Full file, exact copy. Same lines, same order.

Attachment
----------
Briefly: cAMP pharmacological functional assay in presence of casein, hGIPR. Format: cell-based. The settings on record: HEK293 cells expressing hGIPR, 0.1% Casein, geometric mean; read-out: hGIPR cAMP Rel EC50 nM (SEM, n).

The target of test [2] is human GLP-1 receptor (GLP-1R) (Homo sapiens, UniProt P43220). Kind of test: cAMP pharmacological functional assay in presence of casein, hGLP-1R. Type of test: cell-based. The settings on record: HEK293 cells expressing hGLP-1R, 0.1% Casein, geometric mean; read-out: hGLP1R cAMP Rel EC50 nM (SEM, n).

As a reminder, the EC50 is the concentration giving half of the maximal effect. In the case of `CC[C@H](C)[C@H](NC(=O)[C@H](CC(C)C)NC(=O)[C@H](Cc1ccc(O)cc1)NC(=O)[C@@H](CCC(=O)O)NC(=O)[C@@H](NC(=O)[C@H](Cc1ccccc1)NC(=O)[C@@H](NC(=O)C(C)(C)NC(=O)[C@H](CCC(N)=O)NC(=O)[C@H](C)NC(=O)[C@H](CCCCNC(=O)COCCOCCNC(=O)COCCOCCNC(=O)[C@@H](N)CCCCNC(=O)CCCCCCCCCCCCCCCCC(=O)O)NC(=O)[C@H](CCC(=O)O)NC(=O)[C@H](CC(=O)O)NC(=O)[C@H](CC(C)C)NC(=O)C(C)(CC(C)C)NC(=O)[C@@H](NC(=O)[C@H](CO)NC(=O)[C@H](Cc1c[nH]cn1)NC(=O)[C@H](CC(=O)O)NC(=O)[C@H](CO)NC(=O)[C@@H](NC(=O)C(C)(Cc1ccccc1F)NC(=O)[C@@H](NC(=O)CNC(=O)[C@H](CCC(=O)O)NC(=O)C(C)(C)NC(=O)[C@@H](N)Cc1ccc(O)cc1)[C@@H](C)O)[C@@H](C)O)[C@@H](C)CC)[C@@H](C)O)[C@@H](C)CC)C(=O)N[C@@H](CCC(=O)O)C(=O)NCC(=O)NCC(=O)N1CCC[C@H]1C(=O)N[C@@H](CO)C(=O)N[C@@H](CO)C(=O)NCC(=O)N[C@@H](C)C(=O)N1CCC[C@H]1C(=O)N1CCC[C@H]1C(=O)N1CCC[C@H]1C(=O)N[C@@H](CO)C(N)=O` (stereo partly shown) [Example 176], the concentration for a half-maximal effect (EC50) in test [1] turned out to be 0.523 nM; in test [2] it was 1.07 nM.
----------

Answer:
Briefly: cAMP pharmacological functional assay in presence of casein, hGIPR. Format: cell-based. The settings on record: HEK293 cells expressing hGIPR, 0.1% Casein, geometric mean; read-out: hGIPR cAMP Rel EC50 nM (SEM, n).

The target of test [2] is human GLP-1 receptor (GLP-1R) (Homo sapiens, UniProt P43220). Kind of test: cAMP pharmacological functional assay in presence of casein, hGLP-1R. Type of test: cell-based. The settings on record: HEK293 cells expressing hGLP-1R, 0.1% Casein, geometric mean; read-out: hGLP1R cAMP Rel EC50 nM (SEM, n).

As a reminder, the EC50 is the concentration giving half of the maximal effect. In the case of `CC[C@H](C)[C@H](NC(=O)[C@H](CC(C)C)NC(=O)[C@H](Cc1ccc(O)cc1)NC(=O)[C@@H](CCC(=O)O)NC(=O)[C@@H](NC(=O)[C@H](Cc1ccccc1)NC(=O)[C@@H](NC(=O)C(C)(C)NC(=O)[C@H](CCC(N)=O)NC(=O)[C@H](C)NC(=O)[C@H](CCCCNC(=O)COCCOCCNC(=O)COCCOCCNC(=O)[C@@H](N)CCCCNC(=O)CCCCCCCCCCCCCCCCC(=O)O)NC(=O)[C@H](CCC(=O)O)NC(=O)[C@H](CC(=O)O)NC(=O)[C@H](CC(C)C)NC(=O)C(C)(CC(C)C)NC(=O)[C@@H](NC(=O)[C@H](CO)NC(=O)[C@H](Cc1c[nH]cn1)NC(=O)[C@H](CC(=O)O)NC(=O)[C@H](CO)NC(=O)[C@@H](NC(=O)C(C)(Cc1ccccc1F)NC(=O)[C@@H](NC(=O)CNC(=O)[C@H](CCC(=O)O)NC(=O)C(C)(C)NC(=O)[C@@H](N)Cc1ccc(O)cc1)[C@@H](C)O)[C@@H](C)O)[C@@H](C)CC)[C@@H](C)O)[C@@H](C)CC)C(=O)N[C@@H](CCC(=O)O)C(=O)NCC(=O)NCC(=O)N1CCC[C@H]1C(=O)N[C@@H](CO)C(=O)N[C@@H](CO)C(=O)NCC(=O)N[C@@H](C)C(=O)N1CCC[C@H]1C(=O)N1CCC[C@H]1C(=O)N1CCC[C@H]1C(=O)N[C@@H](CO)C(N)=O` (stereo partly shown) [Example 176], the concentration for a half-maximal effect (EC50) in test [1] turned out to be 0.523 nM; in test [2] it was 1.07 nM.